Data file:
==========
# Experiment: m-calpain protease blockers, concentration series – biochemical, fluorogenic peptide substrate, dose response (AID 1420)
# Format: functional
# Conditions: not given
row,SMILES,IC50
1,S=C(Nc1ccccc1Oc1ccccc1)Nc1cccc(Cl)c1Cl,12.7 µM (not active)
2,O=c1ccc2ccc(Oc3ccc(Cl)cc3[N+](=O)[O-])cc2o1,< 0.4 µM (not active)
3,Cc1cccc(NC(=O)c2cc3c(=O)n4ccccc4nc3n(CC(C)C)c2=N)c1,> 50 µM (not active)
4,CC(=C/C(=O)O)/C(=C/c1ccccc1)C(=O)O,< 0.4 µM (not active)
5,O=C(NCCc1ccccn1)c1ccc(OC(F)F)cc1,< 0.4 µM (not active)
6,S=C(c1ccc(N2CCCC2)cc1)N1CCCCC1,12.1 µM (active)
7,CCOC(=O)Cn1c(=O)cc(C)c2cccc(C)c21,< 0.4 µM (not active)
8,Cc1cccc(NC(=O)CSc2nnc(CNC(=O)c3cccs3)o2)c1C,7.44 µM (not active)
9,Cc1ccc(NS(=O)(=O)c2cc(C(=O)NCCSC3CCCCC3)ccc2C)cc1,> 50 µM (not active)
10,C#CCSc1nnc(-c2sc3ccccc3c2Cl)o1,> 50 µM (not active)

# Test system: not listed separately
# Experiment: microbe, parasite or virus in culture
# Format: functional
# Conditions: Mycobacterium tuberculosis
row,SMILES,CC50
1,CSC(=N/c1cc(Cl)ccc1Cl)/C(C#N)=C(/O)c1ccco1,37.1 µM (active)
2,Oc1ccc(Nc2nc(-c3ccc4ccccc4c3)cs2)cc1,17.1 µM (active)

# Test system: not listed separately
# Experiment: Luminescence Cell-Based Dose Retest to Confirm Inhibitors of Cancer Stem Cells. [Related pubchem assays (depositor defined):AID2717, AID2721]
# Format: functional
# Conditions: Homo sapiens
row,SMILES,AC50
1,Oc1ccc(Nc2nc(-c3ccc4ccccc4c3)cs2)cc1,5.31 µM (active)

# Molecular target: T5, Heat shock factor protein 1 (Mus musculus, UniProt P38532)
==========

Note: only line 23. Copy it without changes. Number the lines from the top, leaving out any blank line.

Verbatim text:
# Experiment: Luminescence Cell-Based Dose Retest to Confirm Inhibitors of Cancer Stem Cells. [Related pubchem assays (depositor defined):AID2717, AID2721]